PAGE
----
And even better, this attitude toward learning changes our teaching too. We also find ourselves in a culture of innovation, as teachers and co-learners. We can try that project that involves something new that we aren’t even sure exactly how it will work—especially with a classroom full of students—because we know that our first attempt isn’t the only attempt. Like our students, we get to iterate too, refining our teaching, our expectations, our processes as we innovate and work to provide meaningful learning experiences for this generation of learners.

A Closer Look at the Ordinary

Sometimes we take things for granted.  Especially those ordinary things that we are so accustomed to that we almost don’t even notice their usefulness or necessity.  I’ve been reminded to pay attention to the ordinary in a couple of ways lately.

A blogger I follow (who takes some spectacular photos!) mentioned in a post recently that she was participating in a macro photo challenge…and was reminded that macro is not all about flowers and bugs. That prompted me to put the macro lens on my phone/camera this morning and to snap some macro shots of ordinary things around my house.

The zipper on my sweatshirt immediately attracted my attention, I like seeing how the teeth interconnect.

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I noticed the banana…and focused my lens on the dark end.  It is definitely more interesting than I originally thought!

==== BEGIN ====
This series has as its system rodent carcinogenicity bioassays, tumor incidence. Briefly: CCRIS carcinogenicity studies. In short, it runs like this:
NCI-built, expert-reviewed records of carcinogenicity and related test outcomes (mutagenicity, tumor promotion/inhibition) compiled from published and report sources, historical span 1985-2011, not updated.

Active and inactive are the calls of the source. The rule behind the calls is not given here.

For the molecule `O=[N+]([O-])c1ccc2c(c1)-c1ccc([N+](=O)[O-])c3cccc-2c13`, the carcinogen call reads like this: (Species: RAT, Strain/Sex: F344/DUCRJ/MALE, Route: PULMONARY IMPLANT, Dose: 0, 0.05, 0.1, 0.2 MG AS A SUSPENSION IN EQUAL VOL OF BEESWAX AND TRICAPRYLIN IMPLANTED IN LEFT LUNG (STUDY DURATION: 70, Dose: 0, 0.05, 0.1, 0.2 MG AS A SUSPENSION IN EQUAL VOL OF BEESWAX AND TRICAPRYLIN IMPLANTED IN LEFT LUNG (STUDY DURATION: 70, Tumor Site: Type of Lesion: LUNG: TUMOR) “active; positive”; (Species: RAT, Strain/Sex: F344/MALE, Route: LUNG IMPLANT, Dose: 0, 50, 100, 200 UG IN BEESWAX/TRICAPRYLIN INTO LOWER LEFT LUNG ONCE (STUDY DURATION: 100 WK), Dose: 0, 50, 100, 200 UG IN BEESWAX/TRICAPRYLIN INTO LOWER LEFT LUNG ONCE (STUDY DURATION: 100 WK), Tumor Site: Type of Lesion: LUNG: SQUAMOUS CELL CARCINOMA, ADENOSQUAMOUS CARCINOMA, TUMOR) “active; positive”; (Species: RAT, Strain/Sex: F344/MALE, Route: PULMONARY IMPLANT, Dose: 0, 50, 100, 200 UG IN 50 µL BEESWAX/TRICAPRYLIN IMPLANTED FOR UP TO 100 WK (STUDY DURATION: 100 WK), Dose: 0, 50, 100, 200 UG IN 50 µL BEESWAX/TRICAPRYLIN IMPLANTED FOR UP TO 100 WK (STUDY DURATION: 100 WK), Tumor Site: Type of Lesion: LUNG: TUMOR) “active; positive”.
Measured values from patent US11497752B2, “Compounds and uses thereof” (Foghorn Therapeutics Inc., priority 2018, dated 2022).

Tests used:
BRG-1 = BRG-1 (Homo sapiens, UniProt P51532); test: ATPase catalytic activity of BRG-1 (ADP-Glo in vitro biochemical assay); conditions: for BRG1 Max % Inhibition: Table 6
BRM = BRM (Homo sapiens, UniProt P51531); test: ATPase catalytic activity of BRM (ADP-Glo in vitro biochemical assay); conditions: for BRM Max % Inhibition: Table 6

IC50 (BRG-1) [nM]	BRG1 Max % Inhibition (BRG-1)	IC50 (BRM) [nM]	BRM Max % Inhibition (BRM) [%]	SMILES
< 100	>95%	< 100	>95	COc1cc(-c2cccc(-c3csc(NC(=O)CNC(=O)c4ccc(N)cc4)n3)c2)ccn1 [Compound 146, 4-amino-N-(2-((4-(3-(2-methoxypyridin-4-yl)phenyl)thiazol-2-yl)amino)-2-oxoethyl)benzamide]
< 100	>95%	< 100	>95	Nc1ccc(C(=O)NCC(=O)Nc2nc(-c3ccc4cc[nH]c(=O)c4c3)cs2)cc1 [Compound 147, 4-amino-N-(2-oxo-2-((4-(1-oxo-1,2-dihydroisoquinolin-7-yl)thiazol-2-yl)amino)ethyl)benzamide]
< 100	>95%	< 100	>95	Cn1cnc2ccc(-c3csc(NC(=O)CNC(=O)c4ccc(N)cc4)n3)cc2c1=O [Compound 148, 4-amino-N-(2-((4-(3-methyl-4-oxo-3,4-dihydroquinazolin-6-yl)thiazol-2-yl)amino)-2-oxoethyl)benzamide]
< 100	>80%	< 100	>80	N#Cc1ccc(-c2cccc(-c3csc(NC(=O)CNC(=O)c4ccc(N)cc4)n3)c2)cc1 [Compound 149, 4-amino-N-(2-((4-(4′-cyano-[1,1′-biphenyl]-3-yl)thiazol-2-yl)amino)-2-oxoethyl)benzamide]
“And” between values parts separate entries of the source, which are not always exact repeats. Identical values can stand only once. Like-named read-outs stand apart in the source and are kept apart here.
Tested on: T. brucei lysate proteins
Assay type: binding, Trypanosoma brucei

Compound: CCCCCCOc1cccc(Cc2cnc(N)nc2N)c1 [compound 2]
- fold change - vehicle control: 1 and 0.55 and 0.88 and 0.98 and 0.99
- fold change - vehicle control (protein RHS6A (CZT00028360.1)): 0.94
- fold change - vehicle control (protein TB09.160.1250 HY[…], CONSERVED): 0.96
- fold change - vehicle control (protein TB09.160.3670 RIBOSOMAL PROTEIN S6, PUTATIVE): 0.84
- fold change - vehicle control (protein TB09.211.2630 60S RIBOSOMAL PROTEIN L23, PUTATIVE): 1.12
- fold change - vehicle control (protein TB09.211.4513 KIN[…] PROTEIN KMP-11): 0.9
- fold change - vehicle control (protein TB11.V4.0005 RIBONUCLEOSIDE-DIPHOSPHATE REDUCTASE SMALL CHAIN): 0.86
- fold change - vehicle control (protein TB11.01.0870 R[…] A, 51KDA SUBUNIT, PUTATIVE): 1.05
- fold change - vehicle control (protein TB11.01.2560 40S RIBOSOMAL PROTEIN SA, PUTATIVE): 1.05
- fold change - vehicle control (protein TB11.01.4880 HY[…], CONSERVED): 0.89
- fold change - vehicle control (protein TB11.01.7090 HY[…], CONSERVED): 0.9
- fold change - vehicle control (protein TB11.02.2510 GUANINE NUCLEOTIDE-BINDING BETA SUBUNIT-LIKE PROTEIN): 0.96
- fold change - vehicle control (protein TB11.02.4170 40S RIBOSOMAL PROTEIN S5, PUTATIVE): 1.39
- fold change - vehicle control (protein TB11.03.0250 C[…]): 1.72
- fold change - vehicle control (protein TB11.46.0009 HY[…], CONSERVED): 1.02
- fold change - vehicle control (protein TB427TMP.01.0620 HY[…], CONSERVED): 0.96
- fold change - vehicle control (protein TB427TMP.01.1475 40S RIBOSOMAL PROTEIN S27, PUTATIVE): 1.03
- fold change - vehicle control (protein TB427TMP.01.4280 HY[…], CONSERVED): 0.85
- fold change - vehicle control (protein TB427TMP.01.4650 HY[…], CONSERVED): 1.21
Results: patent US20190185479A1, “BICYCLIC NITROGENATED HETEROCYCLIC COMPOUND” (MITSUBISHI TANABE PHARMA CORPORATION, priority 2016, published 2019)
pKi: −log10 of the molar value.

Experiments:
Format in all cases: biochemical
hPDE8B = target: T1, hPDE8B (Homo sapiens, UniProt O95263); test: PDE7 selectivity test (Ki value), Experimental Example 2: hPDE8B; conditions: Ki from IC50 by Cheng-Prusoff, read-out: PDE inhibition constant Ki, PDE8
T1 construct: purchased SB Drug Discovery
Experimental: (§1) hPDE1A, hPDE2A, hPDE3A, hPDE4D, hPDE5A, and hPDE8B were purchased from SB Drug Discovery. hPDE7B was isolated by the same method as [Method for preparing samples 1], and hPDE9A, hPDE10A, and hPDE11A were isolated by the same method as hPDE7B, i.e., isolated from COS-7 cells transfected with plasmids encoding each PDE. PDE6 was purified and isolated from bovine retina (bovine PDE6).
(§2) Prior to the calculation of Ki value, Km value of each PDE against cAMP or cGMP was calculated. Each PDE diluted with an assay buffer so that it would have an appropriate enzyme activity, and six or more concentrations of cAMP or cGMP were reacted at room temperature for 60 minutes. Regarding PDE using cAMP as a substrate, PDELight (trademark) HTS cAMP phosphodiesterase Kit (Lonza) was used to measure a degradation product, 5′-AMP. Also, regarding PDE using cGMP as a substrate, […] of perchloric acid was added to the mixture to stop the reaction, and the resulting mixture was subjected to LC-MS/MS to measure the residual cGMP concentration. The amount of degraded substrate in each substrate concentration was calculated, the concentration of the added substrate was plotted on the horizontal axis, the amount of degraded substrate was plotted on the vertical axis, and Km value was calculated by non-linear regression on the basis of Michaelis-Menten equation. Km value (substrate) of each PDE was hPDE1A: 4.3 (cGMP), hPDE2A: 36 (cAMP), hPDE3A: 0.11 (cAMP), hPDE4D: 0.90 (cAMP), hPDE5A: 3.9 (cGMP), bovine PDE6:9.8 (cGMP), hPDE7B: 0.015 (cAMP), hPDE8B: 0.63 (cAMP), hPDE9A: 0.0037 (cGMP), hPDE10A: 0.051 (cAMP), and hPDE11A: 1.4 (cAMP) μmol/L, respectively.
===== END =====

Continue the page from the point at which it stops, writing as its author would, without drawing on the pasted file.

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And then since I wrote about being more playful about ordinary things like brushing my teeth in my Summer Manifesto yesterday, I couldn’t resist a quick shot of the bristles…and the toothpaste tube!

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Later today while I was outside on a long walk–of the exercise persuasion–I found myself thinking about the NWP radio show I taped today.  The show focused on formative assessment and a resource, an e-book, that NWP colleagues, Beth Rimer from Ohio and Terri McAvoy from Missouri, have put together to help their writing project colleagues and other educators understand and use formative assessment effectively…in classrooms and in professional development.  (The e-book will be available on the NWP website on June 26th…and you can hear the radio show that same evening!)